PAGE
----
Otey next argues that aggravating circumstance § 29-2523(1)(d) is unconstitutionally vague on its face. This issue was raised on direct appeal. See brief for appellant in Otey I at 34-35.

In an apparent attempt to avoid the procedural bar, Otey seems to argue that the language embodied in § 29-2523(1)(d) was narrowed by appellate review after his direct appeal and first postconviction hearing and that he was not given the benefit of this later interpretation. At the time of Otey's direct appeal, a limiting construction had already been applied to the first prong of § 29-2523(1)(d). In 1977, we held that the "especially heinous, atrocious, cruel" language is directed to the "pitiless crime which is unnecessarily torturous to the victim," State v. Stewart, 197 Neb. 497, 522, 250 N.W.2d 849, 864 (1977), and to murders involving "torture, sadism, sexual abuse, or the imposition of extreme suffering," State v. Rust, 197 Neb. 528, 538-39, 250 N.W.2d 867, 874 (1977). This was the very test that the sentencing panel applied.

In any event, these two claims are procedurally barred, since the issues were previously raised in Otey's direct appeal.

III. APPOINTMENT OF COUNSEL

"The district court may appoint not to exceed two attorneys to represent the prisoners in all proceedings under sections 29-3001 to 29-3004." (Emphasis supplied.) § 29-3004 (Cum.Supp.1990). Otey argues that the district court abused its discretion in failing to appoint an attorney.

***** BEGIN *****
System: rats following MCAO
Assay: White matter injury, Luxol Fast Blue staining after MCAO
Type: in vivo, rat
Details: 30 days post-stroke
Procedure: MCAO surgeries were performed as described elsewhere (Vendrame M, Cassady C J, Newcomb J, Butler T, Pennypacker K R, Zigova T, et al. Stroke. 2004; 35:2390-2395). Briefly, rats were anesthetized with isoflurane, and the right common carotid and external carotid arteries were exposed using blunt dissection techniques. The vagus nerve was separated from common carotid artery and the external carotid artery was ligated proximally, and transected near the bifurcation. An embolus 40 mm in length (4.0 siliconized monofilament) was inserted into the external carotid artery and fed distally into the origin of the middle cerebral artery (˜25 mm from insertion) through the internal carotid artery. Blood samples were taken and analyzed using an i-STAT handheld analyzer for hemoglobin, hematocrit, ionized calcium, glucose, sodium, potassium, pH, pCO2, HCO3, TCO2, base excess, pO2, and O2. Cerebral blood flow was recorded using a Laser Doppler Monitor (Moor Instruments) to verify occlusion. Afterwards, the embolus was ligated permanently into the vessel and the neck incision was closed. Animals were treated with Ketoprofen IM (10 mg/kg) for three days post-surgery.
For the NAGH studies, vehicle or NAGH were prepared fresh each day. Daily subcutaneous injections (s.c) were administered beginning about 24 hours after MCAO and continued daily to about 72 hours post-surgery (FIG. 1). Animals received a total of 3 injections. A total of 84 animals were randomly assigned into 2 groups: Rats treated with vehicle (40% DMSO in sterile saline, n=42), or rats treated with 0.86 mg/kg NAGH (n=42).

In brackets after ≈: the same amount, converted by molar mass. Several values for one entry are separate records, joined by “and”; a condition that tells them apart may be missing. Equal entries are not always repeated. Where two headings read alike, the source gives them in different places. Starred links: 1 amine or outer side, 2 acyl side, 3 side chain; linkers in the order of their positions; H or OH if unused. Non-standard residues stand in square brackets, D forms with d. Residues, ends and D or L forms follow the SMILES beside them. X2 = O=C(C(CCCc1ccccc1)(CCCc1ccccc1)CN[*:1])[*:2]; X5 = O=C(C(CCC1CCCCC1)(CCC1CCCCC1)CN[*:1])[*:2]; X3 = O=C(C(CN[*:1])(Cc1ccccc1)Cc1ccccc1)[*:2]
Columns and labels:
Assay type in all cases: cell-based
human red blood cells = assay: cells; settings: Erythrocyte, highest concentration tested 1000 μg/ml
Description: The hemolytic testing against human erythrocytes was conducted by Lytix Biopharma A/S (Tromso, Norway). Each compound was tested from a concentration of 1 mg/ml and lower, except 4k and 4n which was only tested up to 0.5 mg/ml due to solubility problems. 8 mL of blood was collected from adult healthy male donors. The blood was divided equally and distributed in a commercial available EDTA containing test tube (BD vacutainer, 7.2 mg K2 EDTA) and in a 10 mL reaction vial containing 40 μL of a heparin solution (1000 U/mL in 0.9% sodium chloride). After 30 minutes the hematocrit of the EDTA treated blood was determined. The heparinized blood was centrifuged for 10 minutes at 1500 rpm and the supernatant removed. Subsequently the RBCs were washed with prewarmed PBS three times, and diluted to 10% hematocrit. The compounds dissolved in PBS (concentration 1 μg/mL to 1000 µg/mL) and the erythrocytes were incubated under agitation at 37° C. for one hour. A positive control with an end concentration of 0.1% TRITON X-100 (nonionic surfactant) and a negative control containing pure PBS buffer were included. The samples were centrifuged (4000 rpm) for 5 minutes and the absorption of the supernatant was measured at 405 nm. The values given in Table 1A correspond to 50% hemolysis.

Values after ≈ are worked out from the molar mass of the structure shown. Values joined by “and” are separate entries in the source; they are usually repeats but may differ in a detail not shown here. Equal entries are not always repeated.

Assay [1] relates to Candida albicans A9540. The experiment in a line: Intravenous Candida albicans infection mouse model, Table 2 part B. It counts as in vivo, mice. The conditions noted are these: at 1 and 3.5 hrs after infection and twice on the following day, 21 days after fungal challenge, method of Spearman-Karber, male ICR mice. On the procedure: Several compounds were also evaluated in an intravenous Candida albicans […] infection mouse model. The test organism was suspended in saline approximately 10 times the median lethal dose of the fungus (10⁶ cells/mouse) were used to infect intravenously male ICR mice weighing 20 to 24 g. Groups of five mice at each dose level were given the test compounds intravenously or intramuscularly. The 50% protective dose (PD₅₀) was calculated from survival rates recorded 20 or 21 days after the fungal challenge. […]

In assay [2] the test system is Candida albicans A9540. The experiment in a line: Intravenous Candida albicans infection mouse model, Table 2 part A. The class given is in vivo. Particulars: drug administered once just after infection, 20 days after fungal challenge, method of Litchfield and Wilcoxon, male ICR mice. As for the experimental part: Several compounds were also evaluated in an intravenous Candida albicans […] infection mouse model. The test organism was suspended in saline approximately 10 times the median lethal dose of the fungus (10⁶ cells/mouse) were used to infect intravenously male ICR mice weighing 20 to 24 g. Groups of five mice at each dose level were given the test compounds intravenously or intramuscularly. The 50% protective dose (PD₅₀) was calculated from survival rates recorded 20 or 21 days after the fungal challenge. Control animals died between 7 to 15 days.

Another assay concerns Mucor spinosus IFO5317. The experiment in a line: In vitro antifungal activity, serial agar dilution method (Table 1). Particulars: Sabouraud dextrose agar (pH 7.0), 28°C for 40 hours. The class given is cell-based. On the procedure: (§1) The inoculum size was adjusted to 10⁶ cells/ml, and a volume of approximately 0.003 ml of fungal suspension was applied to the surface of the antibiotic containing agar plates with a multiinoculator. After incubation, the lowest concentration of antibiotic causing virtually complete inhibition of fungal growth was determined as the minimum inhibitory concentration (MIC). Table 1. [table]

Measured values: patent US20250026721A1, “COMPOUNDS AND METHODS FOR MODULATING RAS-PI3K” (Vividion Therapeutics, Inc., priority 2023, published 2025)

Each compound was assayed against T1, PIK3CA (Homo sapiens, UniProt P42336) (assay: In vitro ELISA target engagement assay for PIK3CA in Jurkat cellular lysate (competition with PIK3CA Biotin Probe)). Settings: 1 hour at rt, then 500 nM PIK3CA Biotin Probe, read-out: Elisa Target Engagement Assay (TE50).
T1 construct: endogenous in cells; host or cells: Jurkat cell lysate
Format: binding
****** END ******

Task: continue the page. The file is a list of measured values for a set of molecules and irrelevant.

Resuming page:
"Where the record fails to present a justiciable issue of law and fact to the court in a postconviction action, it is not an abuse of discretion to fail to appoint counsel for an indigent." State v. Rehbein, 235 Neb. 536, 545, 455 N.W.2d 821, 827 (1990). As the previous discussion demonstrates, since Otey's claims are procedurally barred and without merit, there was no justiciable issue of law or fact in this action. Furthermore, as a matter of federal constitutional law, neither the eighth amendment nor the due process clause requires states to appoint counsel for indigent death row inmates seeking state postconviction relief. Murray v. Giarratano, 492 U.S. 1, 109 S. Ct. 2765, 106 L. Ed. 2d 1 (1989).

IV. EVIDENTIARY HEARING

In his final assignment of error, Otey complains of the district court's failure to conduct an evidentiary hearing on his postconviction motion.

"`A court is not required to grant an evidential hearing on a motion for postconviction relief which alleges only conclusions of law or fact; nor is an evidential hearing required under the Nebraska Postconviction Act when (1) the motion for postconviction relief does not contain sufficient factual allegations concerning a denial or violation of constitutional rights affecting the judgment against the movant, or (2) notwithstanding proper pleadings of facts in a motion for postconviction relief, the files and records in the movant's case do not show a denial or violation of the movant's constitutional *366 rights causing the judgment against the movant to be void or voidable.'"

Rehbein, supra at 538-39, 455 N.W.2d at 824.

As the claims raised by Otey were or could have been litigated in his direct appeal or were grounds which existed at the time his first postconviction motion was filed and have no merit, he has failed to show a denial or violation of his constitutional rights causing the judgment against him to be void or voidable.

Otey has been given fair and ample opportunity to present his claims, both in the courts of this state and in the federal courts. Justice demands finality of the litigation. Otherwise, Otey could continue his appeals in perpetuity, making a mockery of his death sentence. The Legislature has dictated capital punishment to be the public policy of this state.

The issues raised in Otey's second postconviction motion are without merit. The judgment of the trial court is affirmed.

AFFIRMED.